Excellent post. I recall some instances of Conan taking time to learn how to throw weapons, initially knives, then battle axes. This training led to a side story where he resolves a conspiracy and takes a new skill away with him. He also downs a guy with an axe from horseback; wow!

    More recently in the video game Arkham City while doing the Altered Reality missions. It has nothing to do with the main plot but it shows you some of the tools the protagonists uses to resolve conflicts.

  3. YoungAuthoron 27 Mar 2012 at 7:13 pm

    @Cresc- Arkham city!!! 😀 😀 😀 i just bought that game and I’m using it to work with one of my characters fight scenes.

    I personally have used almsot all of these in my story (minus some of the complex villain ones.) I find that they do indeed make the story much longer and in fact much more interesting and sophisticated.

    Happy writing and be sure to check out my review forum 🙂

  4. Nightwireon 28 Mar 2012 at 8:45 am

    Terry Pratchett is exceptionally adept at #12. I always adore his world-building ability.

  5. Grenacon 31 Mar 2012 at 7:44 pm

    This list is very useful for (among other things) NaNo, to up the wc without it just being meaningless drabble.

  6. Anion 10 Apr 2012 at 1:19 pm

    This is a very interesting list, but I have the opposite problem, due to my writing four parts to a chapter, each from the POV of one member of a two or three person team, my story is REALLY long. I am 30K in, and, well, I have yet to have any of them meet. This thing is going to be really long, probably a little over 100K.

  7. B. McKenzieon 10 Apr 2012 at 1:44 pm

    100,000 words is fine for a first draft. When you have the first draft completed, it will be easier to see which scenes do not contribute as much and can be removed. My initial impression is that I’d be more concerned about main characters which take more than 30,000 words to meet* than whether the story might get a bit over 100,000 words.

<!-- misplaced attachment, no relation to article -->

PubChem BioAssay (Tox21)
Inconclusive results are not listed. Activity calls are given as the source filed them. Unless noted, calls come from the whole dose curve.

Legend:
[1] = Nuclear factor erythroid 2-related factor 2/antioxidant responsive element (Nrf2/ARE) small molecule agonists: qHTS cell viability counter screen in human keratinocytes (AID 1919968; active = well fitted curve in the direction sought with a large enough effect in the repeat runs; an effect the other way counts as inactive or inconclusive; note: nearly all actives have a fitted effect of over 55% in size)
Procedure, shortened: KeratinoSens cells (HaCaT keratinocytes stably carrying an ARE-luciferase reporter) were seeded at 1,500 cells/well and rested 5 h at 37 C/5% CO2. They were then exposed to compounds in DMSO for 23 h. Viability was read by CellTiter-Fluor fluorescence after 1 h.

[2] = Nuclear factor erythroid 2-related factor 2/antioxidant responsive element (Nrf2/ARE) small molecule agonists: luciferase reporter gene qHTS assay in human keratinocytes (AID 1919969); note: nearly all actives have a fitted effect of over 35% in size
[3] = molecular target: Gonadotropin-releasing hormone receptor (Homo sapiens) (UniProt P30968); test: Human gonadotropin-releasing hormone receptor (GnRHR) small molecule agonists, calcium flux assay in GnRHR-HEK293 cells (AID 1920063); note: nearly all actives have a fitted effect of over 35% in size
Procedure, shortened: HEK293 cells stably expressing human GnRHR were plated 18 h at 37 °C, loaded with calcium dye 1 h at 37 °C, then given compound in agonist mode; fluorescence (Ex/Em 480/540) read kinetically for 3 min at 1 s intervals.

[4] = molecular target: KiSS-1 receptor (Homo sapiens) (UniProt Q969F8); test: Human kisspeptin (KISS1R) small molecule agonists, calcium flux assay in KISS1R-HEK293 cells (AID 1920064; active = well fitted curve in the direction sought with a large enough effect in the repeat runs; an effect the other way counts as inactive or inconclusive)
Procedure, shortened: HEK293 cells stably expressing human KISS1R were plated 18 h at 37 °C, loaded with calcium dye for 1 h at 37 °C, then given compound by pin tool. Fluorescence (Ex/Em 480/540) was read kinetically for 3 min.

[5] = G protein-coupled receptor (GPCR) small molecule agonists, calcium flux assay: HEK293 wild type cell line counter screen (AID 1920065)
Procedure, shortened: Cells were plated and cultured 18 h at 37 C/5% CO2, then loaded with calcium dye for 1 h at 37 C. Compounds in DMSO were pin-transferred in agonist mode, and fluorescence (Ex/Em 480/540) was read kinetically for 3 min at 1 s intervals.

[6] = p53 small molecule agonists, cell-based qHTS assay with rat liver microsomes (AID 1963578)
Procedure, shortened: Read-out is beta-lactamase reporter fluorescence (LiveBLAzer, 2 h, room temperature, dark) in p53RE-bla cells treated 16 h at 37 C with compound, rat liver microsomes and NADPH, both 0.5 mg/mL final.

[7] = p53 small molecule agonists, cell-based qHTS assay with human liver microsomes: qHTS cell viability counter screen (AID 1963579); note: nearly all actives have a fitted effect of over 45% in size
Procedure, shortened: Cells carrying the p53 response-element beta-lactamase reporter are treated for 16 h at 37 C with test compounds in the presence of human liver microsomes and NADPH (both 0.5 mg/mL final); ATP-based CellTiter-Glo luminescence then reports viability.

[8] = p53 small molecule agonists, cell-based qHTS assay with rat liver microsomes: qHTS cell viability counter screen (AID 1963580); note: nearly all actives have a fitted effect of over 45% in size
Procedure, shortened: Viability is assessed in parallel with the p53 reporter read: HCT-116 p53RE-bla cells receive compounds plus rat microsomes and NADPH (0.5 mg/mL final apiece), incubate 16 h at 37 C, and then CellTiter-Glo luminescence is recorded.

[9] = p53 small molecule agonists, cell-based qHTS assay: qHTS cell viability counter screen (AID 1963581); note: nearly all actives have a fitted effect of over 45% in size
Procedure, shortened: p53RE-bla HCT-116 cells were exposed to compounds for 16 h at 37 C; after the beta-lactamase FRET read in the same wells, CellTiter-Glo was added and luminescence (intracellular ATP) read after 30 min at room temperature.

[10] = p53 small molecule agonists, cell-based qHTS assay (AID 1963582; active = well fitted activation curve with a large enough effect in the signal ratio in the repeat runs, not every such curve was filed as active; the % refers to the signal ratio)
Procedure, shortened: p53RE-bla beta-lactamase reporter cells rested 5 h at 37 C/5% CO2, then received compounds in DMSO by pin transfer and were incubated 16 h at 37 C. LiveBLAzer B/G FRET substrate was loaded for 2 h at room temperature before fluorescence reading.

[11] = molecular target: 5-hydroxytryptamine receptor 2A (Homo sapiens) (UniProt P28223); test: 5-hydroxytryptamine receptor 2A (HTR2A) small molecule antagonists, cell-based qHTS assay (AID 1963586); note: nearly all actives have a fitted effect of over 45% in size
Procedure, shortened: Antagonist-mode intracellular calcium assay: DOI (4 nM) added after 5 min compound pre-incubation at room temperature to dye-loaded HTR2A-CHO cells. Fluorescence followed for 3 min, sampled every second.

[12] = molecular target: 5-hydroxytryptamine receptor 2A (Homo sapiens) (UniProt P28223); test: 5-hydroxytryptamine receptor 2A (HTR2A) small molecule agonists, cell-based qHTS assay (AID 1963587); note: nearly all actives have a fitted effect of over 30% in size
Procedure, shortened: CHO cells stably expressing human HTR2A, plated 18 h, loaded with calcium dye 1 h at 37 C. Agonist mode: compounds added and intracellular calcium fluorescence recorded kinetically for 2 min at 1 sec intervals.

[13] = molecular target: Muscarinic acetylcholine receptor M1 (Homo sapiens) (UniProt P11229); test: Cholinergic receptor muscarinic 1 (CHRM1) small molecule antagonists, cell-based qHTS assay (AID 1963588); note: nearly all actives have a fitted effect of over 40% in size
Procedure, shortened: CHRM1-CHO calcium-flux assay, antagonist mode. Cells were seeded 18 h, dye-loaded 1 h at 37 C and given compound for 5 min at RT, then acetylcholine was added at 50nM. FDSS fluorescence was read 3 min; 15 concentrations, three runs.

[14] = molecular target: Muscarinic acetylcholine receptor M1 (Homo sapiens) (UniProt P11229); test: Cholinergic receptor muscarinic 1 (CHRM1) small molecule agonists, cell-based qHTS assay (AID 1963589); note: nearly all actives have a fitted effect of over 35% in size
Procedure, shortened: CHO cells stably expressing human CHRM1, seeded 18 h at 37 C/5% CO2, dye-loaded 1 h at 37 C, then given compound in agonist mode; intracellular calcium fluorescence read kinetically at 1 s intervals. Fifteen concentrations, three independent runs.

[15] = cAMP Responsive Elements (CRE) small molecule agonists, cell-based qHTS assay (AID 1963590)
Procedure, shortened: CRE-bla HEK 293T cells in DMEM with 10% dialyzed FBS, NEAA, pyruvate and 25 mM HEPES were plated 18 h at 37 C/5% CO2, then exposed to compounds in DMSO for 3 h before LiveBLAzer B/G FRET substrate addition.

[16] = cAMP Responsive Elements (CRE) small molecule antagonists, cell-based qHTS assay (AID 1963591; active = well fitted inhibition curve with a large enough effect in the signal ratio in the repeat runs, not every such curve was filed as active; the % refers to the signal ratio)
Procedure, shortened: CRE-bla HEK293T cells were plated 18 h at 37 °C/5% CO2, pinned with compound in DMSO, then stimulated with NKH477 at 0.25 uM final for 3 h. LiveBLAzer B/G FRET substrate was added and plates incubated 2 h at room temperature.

*If the characters aren’t interacting together, it could raise coherence issues–does it feel like these characters are part of the same story, or are they just off doing their own thing?

  8. Anion 13 Apr 2012 at 9:28 am

    They’re not independent of one another, all of their stories affect everyone else’s stories, and actually, one of the stories is the quest to find one of the other characters. It’s hard to explain, but according to people who read it over as I go, mostly because I like the feedback, it makes sense and is easy to follow. So *shrugs*. They’ll all be meeting soon, but I still have a bit more to add before they do.

    It’s definitely all the same story though. *nods* Definitely. That’s the one thing I was worried about the most when writing it. I think it’s just the four POV characters, they tend to have stuff they do that is all very important, so it’s hard to cut back on it. Oh well, that’s what second drafts are for.

  9. YellowJujuon 16 May 2012 at 9:29 pm

    Hi, I’m new to writing so I don’t know the basics yet. I know this thread is about making stories shorter but what I wanna know is how to make them LONGER. In my book I havent written that much (like 2600 words) but I feel like I’ve gotten far in the story.

  10. YellowJujuon 17 May 2012 at 7:58 am

    How do I prolong what I’ve written?

  11. B. McKenzieon 17 May 2012 at 8:13 am

    “I know this thread is about making stories shorter but what I wanna know is how to make them LONGER.” I don’t understand… This article is about how to lengthen stories (and how to write material which will add to the story). I think this is the article you’re looking for.

  12. YellowJujuon 17 May 2012 at 3:39 pm

    Sorry. I am so fail. I thought the title said how to shorten…forgive my epic failure.

  13. B. McKenzieon 17 May 2012 at 4:13 pm

    Heh, no worries. Right around the same time I wrote this article, I wrote a complementary article (How to Shorten a Novel Manuscript Which Is Too Long)–if I were scanning through search results, I could definitely see myself confusing the two.

  14. YellowJujuon 17 May 2012 at 4:40 pm

    Oh! That’s the one I saw but I posted on this one! haha

  15. Anonymouson 15 Nov 2013 at 9:18 am

    Thank you! i have a relatively short book this will most definitely help.

  16. Andrewon 26 Sep 2016 at 1:40 am

    This is very helpful. I’m gonna make note of these